The next thing is that I find dress coats look good with a more generous than usual gorge dart. This helps to give you good chest but also on a corpulent figure (often a bit over erect) stops the front from gaping, while giving the lapels a beautiful roll.

If there were one fancy detail I would recommend considering it is a roll collar:

Posted Image

Even then I marginally prefer the classical style of double breasted lapels. Other than that I would reserve the fancy cut for the waistcoat.

The next thing is the amount of belly on the lapels. Personally, I would avoid a wide and short, bellied lapel on a corpulent figure:

Posted Image

I would suggest the slightly narrower, longer and straighter lapel of the first draft shown above.

BTW if you want, ask your tailor what system he cuts by (or at least one he likes). A lot of American tailors like the New Mitchell System or Regal's for example. I will happily scan a draft for him if he doesn't have one. I know your tailor sometimes "surprises" you with unexpected styling. If you specify a well defined draft, it does make his life simpler as he gets clear directives on cut and style. Likewise, I have plenty of dress waistcoat drafts.

#6 Michael the Beloved Ay329

Michael the Beloved Ay329

    Umsie

  • Members
  • Pip
  • 18 posts
  • Gender:Male

Posted 19 August 2010 - 10:50 AM

The 1930s had the problem of dealing with a garment that's supposed to be fitting with that eras style of full pleated trousers and draped chest.

Now the trick is dealing with low rise pants which must be covered at the top by the waistcoat, which in turn must be completely covered at the sides by the short front of the coat.
Too often recent examples have displayed exposed waist bands or the sides of the waistcoat.
It's worthy keeeping in mind that depending on how well fed you are that any band of white around the waist is probably going to make that area look wider.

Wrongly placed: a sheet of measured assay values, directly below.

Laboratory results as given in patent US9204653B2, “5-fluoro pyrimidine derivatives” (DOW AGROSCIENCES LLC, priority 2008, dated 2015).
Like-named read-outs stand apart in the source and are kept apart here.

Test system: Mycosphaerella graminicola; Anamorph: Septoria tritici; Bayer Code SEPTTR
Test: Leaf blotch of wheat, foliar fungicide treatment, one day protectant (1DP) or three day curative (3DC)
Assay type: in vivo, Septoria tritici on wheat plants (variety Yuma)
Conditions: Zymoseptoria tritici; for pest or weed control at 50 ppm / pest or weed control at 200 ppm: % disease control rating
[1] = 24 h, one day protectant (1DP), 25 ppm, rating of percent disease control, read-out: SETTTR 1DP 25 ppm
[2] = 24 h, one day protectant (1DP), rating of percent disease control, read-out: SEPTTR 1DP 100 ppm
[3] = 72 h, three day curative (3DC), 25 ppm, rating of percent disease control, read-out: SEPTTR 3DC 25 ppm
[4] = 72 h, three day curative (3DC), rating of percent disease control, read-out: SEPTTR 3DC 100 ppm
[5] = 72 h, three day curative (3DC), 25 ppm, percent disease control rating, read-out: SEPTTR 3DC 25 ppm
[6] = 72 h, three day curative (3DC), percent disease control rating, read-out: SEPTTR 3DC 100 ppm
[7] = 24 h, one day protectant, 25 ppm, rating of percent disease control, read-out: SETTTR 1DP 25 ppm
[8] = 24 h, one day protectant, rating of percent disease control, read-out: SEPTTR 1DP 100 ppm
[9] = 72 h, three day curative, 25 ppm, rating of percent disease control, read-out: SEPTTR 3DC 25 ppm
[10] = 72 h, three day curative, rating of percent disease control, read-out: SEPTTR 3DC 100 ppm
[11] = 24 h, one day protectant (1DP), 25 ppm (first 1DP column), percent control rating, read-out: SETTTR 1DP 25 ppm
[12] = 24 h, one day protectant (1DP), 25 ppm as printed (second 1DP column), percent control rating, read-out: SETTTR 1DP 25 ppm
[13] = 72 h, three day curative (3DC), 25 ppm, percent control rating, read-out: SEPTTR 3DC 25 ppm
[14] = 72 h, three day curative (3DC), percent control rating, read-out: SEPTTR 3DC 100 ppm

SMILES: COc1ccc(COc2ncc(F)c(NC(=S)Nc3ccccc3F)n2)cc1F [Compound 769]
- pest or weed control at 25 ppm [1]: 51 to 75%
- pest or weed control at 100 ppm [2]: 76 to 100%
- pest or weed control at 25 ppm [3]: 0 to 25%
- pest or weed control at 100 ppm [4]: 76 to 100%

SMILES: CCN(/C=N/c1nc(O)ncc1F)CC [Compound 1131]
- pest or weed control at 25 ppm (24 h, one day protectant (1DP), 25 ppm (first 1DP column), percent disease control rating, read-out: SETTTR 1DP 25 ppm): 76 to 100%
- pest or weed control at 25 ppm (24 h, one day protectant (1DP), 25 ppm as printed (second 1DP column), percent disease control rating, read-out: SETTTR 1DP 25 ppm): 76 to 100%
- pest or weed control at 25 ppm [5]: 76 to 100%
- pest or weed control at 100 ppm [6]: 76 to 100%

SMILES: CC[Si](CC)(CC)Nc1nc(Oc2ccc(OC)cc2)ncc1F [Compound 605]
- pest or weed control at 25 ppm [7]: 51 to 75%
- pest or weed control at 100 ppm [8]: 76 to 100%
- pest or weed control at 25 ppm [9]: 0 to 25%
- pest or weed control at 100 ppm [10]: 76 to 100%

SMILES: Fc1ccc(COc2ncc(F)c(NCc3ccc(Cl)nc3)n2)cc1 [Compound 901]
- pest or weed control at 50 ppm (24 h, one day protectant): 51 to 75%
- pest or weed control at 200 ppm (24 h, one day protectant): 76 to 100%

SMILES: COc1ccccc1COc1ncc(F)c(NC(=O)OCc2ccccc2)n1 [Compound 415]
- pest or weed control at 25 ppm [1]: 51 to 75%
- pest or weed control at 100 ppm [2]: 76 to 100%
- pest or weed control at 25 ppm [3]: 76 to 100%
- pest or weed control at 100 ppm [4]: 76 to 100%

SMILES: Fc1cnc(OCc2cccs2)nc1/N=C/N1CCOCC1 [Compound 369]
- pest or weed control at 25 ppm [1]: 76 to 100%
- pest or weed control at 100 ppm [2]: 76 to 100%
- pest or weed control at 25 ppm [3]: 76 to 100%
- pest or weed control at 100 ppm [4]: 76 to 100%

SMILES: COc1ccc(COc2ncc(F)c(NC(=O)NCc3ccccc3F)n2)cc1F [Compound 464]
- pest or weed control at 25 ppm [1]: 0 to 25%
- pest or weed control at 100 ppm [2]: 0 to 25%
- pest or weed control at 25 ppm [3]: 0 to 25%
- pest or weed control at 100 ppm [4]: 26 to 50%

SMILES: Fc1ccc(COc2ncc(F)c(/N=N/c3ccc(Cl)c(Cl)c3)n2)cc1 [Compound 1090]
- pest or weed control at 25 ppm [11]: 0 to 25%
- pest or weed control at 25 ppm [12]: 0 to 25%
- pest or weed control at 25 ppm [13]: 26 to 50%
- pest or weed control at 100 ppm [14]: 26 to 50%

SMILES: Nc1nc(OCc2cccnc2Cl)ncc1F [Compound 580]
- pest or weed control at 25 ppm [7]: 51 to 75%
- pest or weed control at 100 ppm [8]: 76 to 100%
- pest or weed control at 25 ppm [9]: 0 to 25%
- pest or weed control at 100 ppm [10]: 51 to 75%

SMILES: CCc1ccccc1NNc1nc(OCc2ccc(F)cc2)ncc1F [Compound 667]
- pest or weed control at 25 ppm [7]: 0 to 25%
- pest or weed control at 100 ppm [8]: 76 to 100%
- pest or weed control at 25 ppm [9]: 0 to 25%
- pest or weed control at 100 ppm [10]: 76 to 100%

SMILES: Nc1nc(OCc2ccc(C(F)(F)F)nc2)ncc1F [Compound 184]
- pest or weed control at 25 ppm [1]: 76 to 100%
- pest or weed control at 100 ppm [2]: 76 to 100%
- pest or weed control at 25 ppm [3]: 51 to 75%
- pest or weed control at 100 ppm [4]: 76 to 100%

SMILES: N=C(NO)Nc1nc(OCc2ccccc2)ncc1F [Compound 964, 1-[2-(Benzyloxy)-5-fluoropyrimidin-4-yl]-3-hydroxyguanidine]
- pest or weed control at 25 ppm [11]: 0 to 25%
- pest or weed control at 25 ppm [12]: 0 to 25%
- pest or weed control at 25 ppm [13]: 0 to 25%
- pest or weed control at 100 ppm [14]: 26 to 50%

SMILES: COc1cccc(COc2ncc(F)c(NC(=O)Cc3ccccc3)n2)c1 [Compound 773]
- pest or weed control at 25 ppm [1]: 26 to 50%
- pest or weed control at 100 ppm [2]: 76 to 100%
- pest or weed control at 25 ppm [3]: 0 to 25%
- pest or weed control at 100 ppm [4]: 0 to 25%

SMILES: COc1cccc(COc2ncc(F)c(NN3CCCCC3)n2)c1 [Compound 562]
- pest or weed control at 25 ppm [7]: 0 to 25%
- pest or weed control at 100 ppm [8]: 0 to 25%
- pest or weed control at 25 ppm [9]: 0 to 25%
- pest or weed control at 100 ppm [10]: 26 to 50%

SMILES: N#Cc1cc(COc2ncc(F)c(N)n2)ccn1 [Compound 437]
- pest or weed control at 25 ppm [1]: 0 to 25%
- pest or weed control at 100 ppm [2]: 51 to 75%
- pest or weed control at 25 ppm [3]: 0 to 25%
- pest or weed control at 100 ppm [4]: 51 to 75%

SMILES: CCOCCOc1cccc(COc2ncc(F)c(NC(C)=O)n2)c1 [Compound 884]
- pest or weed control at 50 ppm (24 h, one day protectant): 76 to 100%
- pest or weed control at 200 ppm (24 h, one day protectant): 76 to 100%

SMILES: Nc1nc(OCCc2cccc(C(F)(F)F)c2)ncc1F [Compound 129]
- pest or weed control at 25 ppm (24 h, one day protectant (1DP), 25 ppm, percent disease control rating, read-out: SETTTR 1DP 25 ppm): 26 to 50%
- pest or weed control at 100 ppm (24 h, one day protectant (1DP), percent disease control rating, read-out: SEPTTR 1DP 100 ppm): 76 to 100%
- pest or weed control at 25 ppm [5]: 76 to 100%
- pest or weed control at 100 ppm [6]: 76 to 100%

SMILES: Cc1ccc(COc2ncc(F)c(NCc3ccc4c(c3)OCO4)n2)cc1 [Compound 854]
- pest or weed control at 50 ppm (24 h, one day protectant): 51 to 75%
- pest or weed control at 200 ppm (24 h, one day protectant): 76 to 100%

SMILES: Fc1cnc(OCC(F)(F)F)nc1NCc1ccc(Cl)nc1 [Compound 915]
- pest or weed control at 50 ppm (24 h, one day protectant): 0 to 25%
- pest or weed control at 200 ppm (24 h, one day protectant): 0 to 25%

My tailor usually cuts a traditional full pants, high rise, with double deep reverse English pleats...I never liked well fitting-low rise trousers.

I'll save the Shawl collared lapel for my 2nd pair of dress tails...thus Peak lapel it is...but what are the different ways Peak lapels were made for evening dress tails?

#7 Sator

Sator

    Administrator

  • Root Admin
  • PipPipPipPipPipPip
  • 5,998 posts
  • Gender:Male
  • Location:Sydney, Australia

Posted 19 August 2010 - 10:55 AM

I have a personal pet peeve about pleated trousers with a dress coat. The pleats bellow out from under the front of the coat, which I find unsightly.

DB lapels on dress coats are like DB lapels on any other coat.

#8 Michael the Beloved Ay329

Michael the Beloved Ay329

    Umsie

  • Members
  • Pip
  • 18 posts
  • Gender:Male

Posted 19 August 2010 - 02:22 PM

I have a personal pet peeve about pleated trousers with a dress coat. The pleats bellow out from under the front of the coat, which I find unsightly.


I have linked a similar thread from the London Lounge that contains pictures of Hugh Jackman wearing plain front (quite slim too) trousers on his dress tails...compliments of Leonard Logsdale
http://www.thelondon...4&t=9695#p50906

Every reason why I desire pleats

Edited by Michael the Beloved Ay329, 19 August 2010 - 02:23 PM.


#9 Artist's Eye

Artist's Eye

    Umsie

  • Members
  • Pip
  • 54 posts

Posted 19 August 2010 - 02:51 PM

I have linked a similar thread from the London Lounge that contains pictures of Hugh Jackman wearing plain front (quite slim too) trousers on his dress tails...compliments of Leonard Logsdale
http://www.thelondon...4&t=9695#p50906

Every reason why I desire pleats


Is it the horziontal pulls in the front when Hugh Jackman leans forward that you object to?

#10 Artist's Eye

Artist's Eye

    Umsie

  • Members
  • Pip
  • 54 posts

Posted 19 August 2010 - 02:54 PM

The shawl collar version reminds me of a mess jacket.
Not that that's an evil thing.

#11 Sator

Sator

    Administrator

  • Root Admin
  • PipPipPipPipPipPip
  • 5,998 posts
  • Gender:Male
  • Location:Sydney, Australia

Posted 19 August 2010 - 03:38 PM

I doubt that having pleats here is going to make the trousers cleaner in this dancing pose:

Posted Image

You are going to just end up with messy gaping pleats splaying open in every direction. Trousers pleats gaping out beneath the fronts of a dress coat remind me of Cossack trousers:

Posted Image

However, doubtless these things are a matter of taste.

There is additionally an argument to made to the effect that pleated trousers harmonise better with the lounge coat (including the dress lounge/ dinner jacket). The skirt at the front neatly covers up the accordion like pleats. Lounge coats arguably better cover up corpulence than a body coat, especially dress coats, which, being cut to be worn open, permit the belly to protrude from the open coat fronts: